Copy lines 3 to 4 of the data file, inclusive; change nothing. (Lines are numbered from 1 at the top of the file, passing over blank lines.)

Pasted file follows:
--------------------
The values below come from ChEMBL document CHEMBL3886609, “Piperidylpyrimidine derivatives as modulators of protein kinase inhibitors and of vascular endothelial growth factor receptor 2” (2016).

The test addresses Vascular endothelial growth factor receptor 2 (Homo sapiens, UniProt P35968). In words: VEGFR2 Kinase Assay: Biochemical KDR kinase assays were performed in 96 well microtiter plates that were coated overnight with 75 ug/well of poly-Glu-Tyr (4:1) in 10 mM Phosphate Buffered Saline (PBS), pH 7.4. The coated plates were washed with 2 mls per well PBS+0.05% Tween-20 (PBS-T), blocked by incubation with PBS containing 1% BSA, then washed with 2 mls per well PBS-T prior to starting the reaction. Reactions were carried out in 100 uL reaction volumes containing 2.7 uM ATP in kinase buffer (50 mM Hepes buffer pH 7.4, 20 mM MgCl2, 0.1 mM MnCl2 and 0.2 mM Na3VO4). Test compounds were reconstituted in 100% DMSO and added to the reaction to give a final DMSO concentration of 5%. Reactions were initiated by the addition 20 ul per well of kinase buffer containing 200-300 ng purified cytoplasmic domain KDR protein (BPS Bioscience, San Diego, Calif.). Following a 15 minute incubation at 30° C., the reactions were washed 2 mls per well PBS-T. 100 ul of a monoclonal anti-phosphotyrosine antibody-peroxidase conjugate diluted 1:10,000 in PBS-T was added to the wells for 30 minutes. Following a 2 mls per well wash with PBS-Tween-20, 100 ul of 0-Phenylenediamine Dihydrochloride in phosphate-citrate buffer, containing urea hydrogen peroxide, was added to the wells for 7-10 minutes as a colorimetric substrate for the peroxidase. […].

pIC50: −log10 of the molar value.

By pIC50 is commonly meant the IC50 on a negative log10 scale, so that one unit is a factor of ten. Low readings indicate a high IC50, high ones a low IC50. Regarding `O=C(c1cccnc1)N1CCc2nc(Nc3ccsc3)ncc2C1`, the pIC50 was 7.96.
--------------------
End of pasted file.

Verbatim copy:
pIC50: −log10 of the molar value.

By pIC50 is commonly meant the IC50 on a negative log10 scale, so that one unit is a factor of ten. Low readings indicate a high IC50, high ones a low IC50. Regarding `O=C(c1cccnc1)N1CCc2nc(Nc3ccsc3)ncc2C1`, the pIC50 was 7.96.